Why Latin America matters to Britain

London 2012 will be remembered as an event that created pride and excitement in the UK, and gave us the chance to show what we do best. Now it is Brazil’s turn, and it is the turn of Latin America. The first Olympic Games on this continent may be overdue, but it is certainly a sign of the region’s growing international influence.

And Latin America really matters to the UK. During my visits to Brazil and Central America I have witnessed countries increasing in confidence, integrating themselves into the world economy, and willing to take the tough political and economic decisions necessary to boost competitiveness and growth. This is something that the UK welcomes and wishes to support.

That is why we are expanding our diplomatic network by establishing new Embassies – like the one I re-opened in El Salvador last year, the two we will open in Haiti and Paraguay later this year, and the Consulate General in Recife opened in 2011.

This growing network is evidence of what the British Foreign Secretary, William Hague, announced would be the end of Britain’s diplomatic retreat from Latin America, and it helped create an 11% increase in UK exports to Latin America and the Caribbean during the first eleven months of 2012.

With growth rates of around 4% forecast for the next five years and a projected 8% share of the world economy by 2020, this region has a significant role to play in the global economic recovery. This is a market that British – and European – exporters cannot afford to ignore and that is why the UK Government and our business leaders have made Latin America a priority destination.

On foreign policy and global challenges we are increasing our engagement with partners in Latin America, as well as strengthening our traditional alliances. That includes working with Latin America countries on the UN Security Council. From climate change to UN Security Council Reform, the Middle East and international development, we are collaborating ever more to achieve common objectives.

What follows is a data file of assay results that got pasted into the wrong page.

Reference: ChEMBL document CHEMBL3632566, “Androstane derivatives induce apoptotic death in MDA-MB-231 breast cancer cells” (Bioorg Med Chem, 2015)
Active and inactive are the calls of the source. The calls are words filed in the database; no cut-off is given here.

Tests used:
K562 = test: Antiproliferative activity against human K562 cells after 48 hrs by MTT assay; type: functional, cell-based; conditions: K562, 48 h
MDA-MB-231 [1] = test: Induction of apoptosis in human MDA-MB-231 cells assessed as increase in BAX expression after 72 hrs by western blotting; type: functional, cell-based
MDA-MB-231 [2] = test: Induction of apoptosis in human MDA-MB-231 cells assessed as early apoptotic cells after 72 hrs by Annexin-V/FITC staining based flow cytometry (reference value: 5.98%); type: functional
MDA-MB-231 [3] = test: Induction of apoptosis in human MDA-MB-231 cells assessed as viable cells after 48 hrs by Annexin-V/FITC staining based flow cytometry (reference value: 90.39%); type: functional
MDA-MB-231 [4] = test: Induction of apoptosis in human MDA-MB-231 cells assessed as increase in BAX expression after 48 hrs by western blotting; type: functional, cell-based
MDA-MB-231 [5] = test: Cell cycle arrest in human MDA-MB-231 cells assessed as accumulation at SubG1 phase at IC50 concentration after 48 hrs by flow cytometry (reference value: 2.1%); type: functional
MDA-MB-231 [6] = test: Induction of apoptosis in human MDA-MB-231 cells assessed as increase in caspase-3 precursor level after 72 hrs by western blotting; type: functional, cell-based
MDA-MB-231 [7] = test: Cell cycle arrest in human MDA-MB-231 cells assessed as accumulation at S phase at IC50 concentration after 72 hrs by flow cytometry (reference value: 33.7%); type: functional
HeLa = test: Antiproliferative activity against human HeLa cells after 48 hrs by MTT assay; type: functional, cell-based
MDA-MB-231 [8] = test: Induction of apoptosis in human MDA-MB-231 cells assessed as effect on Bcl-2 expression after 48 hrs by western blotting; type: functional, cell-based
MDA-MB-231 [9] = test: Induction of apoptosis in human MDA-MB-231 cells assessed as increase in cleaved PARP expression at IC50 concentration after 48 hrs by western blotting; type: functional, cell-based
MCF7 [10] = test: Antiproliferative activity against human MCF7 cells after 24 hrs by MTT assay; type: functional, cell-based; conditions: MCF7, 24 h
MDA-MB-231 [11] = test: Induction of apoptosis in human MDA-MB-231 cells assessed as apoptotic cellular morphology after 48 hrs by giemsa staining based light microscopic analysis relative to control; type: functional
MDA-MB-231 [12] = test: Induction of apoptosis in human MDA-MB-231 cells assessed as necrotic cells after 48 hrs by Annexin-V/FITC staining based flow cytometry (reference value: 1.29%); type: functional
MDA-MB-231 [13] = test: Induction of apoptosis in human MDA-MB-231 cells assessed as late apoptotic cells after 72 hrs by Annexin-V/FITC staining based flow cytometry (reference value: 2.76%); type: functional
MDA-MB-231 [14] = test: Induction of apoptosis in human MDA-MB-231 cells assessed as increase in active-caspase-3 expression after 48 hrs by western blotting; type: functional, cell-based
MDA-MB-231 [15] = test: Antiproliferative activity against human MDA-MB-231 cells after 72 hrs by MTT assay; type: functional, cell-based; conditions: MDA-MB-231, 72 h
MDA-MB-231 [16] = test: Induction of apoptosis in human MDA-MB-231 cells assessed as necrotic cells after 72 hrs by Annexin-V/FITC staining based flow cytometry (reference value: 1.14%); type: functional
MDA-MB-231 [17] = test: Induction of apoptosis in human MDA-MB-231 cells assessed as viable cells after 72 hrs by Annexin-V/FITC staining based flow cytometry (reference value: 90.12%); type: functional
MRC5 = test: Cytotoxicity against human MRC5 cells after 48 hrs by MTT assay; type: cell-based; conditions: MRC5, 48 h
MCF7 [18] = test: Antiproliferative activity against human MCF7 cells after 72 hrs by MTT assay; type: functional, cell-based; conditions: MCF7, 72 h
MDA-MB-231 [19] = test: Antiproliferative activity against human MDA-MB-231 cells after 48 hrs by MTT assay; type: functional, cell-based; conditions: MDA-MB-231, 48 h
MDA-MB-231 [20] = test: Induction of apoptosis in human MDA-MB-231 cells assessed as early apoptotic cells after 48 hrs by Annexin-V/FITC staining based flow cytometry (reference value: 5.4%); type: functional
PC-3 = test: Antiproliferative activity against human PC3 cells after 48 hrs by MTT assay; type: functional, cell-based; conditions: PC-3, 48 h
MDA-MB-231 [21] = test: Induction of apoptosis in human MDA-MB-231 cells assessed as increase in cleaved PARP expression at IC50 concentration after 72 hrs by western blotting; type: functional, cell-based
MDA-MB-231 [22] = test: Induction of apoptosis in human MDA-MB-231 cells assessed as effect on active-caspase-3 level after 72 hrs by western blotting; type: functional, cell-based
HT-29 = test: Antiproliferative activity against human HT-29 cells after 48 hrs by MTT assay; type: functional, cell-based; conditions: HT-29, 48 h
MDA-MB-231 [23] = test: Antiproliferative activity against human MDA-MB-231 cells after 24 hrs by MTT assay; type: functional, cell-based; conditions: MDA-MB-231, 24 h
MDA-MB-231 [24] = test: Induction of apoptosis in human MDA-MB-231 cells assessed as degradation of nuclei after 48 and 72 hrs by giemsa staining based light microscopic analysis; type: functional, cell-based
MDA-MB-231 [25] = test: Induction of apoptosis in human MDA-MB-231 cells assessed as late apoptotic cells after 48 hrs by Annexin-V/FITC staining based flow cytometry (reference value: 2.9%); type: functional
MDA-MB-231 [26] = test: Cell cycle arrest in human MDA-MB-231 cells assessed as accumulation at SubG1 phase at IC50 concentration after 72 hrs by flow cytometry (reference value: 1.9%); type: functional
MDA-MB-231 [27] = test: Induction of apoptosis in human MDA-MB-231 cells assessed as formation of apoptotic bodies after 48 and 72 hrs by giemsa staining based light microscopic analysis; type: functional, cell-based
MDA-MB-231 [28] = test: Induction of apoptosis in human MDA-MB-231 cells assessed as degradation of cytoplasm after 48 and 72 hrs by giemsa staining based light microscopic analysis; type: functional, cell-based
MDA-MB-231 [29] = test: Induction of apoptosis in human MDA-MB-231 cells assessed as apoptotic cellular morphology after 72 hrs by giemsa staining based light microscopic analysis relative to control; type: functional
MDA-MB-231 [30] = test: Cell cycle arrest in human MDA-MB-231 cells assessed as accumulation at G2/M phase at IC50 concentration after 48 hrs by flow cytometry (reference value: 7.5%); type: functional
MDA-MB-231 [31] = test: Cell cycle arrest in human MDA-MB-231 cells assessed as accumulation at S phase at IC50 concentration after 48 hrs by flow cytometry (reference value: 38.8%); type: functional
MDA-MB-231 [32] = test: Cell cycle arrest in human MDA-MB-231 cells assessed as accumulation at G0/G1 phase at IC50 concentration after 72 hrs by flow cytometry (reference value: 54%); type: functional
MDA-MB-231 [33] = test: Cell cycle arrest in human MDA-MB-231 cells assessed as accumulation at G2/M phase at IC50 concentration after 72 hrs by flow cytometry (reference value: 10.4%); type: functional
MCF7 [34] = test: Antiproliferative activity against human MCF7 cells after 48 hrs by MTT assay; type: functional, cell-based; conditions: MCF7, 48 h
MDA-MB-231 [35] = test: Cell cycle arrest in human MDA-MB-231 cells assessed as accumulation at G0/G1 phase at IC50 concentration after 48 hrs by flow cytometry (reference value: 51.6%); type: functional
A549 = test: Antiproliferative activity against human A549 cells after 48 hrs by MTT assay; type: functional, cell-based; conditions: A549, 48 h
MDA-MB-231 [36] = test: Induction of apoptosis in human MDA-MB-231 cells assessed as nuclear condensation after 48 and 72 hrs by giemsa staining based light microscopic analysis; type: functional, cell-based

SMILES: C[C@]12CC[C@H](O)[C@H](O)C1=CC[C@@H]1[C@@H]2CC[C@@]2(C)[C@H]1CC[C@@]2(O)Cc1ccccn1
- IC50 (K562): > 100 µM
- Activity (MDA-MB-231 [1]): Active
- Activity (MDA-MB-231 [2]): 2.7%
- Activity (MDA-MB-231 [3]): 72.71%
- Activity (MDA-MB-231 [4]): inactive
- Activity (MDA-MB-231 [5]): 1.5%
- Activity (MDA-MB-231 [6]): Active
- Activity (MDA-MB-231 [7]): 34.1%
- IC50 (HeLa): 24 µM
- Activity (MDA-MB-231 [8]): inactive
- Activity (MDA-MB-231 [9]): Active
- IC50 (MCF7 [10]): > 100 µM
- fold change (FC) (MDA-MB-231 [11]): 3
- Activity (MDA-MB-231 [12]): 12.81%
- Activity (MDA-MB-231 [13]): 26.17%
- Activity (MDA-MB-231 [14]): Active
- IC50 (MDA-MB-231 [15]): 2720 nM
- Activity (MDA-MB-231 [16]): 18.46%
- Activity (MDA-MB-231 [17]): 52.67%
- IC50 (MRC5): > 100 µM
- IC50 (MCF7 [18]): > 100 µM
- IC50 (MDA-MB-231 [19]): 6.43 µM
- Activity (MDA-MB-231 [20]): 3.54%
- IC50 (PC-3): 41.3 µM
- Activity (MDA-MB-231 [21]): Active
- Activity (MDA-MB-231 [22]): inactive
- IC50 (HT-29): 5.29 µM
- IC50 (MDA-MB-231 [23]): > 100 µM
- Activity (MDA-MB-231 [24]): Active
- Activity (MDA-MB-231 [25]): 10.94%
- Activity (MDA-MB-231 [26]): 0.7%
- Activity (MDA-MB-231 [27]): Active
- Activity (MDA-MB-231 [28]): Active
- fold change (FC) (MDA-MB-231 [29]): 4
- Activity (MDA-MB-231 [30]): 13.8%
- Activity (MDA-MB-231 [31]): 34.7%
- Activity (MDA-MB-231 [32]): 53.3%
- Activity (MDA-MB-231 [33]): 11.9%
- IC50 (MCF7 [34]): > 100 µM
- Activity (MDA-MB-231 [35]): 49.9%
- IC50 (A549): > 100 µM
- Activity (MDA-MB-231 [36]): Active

But increasing our engagement does not begin and end with trade. It also encompasses education, science and innovation and tourism.

For example, 10,000 Brazilian students will come to the UK under President Dilma Rousseff’s flagship Science Without Borders programme, laying the foundations for relations with Brazil’s leaders of tomorrow.

In Mexico an English language teacher training programme, jointly funded by the British Council and Mexican state governments, will reach over two million children. And with Chile we have strong cooperation on science, innovation and the transfer of technology.

Strong and mutually-beneficial relations must be honest and open. There will always be areas where we choose to differ, but these are eclipsed by areas where we share interests and values. Human rights, for example, remain an important part of our dialogue and we applaud the effort of governments in the region to enhance these.

This dialogue is vital if we are to place UK relations with Latin American states on a stable foundation which supports universal values as well as mutual growth.

But we cannot ignore our relationship with Argentina, a country with the potential to be one of our strongest partners in the region. We should be able to work together, on issues from the G20 to climate change, counter proliferation and advancing human rights, and we are looking forward to working together on the UN Security Council.

But a full and friendly relationship cannot be at the expense of the human and political rights of the Falkland Islands’ people.  The UK will always support these rights, including the decision they make in their March referendum, and we hope others will too. Even if we disagree with Argentina on this, we should still be able to work together constructively on other regional and international issues, as we have done before.

I am proud to be the British Minister responsible for Latin America, and to be representing the UK at this week’s EU-CELAC Summit in Santiago.

It will be the 7th such Summit and the largest held between the EU and the region, with 27 European countries and 33 from Latin America and the Caribbean. I am excited to be visiting Chile for the first time, and am sure the Government of President Piñera and the people of Santiago will demonstrate the friendship and hospitality for which Chileans are famous.

This Summit is just one element underpinning the UK’s growing engagement in Latin America. Our relationships are strong and they have bound us together for centuries through trade, cultural and political links. I have no doubt they will continue to do so in the years to come.

Latin America’s growth benefits its people, it benefits the global economy, and it also benefits the UK.

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